It has been an interesting week or two weather-wise since my last blog, apparently schools closing due to cold weather is relatively uncommon in Hong Kong, I was told that it had never happened before and that I was to blame for bringing icy UK weather. I must confess to feeling a little chilly earlier this week and noted that the temperature in Burnley was 10 degrees warmer than here in Hong Kong, that has to be a first!
I managed to keep warm by spending most of last weekend here at ESF Centre with colleagues from across the foundation and from schools in Asia, this as a delegate at the excellent Instructional Coaching Workshop led by Jim Knight. Jim is an internationally renowned leader in this field and his knowledge of research gained from close to two decades studying professional learning and instructional coaching is phenomenal. I can state with confidence that we all learned a great deal as to how this coaching methodology can be used to support and improve teaching and learning. Jim is a strong advocate of the use of video to enable teachers to best reflect on their practice and to use as part of the coaching dialogue. Made me think that the last time I was videoed teaching was back in my teacher training days, (yes, video was invented then!) I would be interested to hear the thoughts and experiences of colleagues in schools, get in touch and let me know.
Another event I attended this week was ‘The Future of Learning’ lecture by Dr Sugata Mitra as part of the professional development programme at Island School. Again, I have sat in warmer assembly halls but cold feet were soon forgotten as Dr Mitra outlined his ground breaking research known globally as ‘the hole in the wall’ experiment. You may recall he placed a computer in a wall in a Delhi slum and children were allowed to use it freely. The experiment aimed at proving that children could be taught by computers very easily without any formal training. Dr Mitra gave us much to think about as we reflected on an approach to teaching where in his own words “the absence of a teacher is seen as a pedagogic tool”. Catch his ‘Build a school in a cloud’ TED lecture, certainly worth a viewing.
Island school was also the venue last week for the largest ever ESF University Fair. Representatives of more than 150 universities and colleges from all over the world were present to help ESF students in their higher education application processes. Over 900 Year 12 students from across seven ESF Secondary Schools participated. The event was superbly organised and hugely appreciated by students and parents. As a parent of a Y12 student I am aware of the pressures an uncertain higher education future can bring so on behalf of all who attended I thank Chris and the staff at Island School as well as Chris Durbin for working so hard to reach out and support so many students.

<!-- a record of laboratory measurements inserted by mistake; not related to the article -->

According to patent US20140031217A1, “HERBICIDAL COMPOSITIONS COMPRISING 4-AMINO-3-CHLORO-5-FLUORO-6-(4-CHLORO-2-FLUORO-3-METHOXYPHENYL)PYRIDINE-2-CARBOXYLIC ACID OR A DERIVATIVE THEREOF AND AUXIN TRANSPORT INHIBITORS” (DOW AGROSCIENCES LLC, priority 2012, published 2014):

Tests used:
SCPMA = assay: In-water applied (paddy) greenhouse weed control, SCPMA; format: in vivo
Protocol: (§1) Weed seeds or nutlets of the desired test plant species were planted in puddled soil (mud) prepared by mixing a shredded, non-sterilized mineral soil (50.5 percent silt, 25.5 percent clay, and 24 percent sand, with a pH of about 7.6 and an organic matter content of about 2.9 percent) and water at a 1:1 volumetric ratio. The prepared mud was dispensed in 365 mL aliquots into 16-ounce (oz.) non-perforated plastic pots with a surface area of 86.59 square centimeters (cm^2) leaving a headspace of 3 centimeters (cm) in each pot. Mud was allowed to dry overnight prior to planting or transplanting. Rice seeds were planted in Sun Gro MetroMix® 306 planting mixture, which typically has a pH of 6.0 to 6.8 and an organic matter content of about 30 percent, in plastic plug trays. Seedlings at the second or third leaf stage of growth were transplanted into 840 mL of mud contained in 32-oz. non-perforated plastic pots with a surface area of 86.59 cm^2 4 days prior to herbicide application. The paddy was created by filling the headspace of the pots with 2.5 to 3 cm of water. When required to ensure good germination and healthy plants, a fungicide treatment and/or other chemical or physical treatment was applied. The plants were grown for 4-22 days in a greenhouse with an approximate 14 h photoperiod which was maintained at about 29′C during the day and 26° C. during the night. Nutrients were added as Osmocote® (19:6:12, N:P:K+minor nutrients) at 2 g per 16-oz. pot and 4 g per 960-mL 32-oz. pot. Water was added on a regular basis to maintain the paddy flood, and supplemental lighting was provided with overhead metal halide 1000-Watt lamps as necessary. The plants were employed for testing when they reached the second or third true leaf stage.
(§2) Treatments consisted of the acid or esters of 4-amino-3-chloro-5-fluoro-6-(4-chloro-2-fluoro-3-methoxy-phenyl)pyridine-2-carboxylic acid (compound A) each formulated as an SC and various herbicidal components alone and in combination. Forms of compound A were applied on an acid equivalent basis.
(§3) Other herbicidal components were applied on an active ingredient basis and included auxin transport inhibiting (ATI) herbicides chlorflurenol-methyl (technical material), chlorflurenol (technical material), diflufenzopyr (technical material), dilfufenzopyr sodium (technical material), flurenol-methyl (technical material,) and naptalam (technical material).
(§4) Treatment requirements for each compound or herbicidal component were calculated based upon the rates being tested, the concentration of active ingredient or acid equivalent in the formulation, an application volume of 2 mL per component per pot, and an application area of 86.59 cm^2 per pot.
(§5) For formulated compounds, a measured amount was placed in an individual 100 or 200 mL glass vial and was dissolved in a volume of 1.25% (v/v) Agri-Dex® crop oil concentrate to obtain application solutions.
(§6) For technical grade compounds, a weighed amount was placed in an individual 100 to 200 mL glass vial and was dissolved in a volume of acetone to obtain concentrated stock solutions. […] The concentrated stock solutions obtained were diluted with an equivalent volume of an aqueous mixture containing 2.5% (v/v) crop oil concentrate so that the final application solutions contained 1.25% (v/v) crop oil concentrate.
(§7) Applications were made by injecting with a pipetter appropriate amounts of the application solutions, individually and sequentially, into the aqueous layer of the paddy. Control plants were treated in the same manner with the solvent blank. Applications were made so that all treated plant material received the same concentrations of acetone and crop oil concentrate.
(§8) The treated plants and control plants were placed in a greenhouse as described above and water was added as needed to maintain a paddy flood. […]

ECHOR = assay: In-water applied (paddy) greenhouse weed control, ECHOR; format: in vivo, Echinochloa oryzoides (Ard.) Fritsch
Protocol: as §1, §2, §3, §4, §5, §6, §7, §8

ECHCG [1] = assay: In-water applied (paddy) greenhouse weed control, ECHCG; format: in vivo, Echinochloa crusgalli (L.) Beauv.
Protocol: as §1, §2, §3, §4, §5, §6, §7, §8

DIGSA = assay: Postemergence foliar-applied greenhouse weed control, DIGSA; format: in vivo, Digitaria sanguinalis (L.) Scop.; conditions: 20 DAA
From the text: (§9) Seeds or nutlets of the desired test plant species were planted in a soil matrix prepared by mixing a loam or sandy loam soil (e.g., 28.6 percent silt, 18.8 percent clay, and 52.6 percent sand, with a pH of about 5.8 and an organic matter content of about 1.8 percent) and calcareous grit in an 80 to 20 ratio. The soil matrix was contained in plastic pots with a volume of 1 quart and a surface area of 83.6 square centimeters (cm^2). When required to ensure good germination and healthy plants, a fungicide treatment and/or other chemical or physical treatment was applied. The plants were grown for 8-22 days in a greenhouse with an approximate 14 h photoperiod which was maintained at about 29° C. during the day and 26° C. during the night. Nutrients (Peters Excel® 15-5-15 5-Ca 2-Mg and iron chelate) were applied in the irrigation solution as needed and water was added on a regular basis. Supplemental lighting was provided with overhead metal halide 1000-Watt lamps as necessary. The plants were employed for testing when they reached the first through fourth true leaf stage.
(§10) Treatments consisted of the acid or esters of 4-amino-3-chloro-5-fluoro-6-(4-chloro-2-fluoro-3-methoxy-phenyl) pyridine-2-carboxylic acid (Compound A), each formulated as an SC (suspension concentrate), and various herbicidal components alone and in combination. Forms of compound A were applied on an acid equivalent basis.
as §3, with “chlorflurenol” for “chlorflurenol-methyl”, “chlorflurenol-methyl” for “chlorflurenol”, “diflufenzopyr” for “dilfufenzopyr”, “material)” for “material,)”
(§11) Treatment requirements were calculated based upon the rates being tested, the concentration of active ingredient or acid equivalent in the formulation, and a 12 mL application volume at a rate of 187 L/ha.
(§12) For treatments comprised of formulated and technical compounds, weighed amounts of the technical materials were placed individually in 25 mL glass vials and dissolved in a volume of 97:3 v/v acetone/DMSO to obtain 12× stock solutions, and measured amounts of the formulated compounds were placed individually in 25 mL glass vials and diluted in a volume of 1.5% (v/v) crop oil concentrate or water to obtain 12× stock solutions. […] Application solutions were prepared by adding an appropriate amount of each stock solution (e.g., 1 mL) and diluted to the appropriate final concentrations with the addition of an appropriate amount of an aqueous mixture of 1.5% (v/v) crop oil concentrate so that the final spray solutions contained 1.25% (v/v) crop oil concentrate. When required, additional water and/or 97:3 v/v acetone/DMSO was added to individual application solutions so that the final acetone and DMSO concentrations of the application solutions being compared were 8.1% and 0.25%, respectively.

I am delighted to report that earlier this week I met with Y12 and Y13 student representatives from all our ESF schools, the purpose of the meeting being to discuss the formation of a representative ESF Student Council. The young people, as you would expect, had lots of ideas and were able to articulate their aspirations for future working in a manner that would have made you all very proud. There was an agreement that a Student Council could meet on a regular basis and be a useful group to shape the forward direction of the foundation. I must acknowledge the support of Michael Lok, a former ESF student, now a Barrister-at-Law in Hong Kong who provided his time, office and refreshments to support this first meeting.
As the Lunar New Year is fast approaching and we prepare to celebrate the Year of Monkey, I am reminded to congratulate Anna Desfretier, a Year 6 student from RCHK for her splendid ESF greeting card design, I shall forward this to family and friends, well done Anna. This will be my family’s first new year celebration in Hong Kong so not exactly sure what to expect, I am told it will be quiet, that I very much doubt!
Wishing you all a prosperous and joyful new year ahead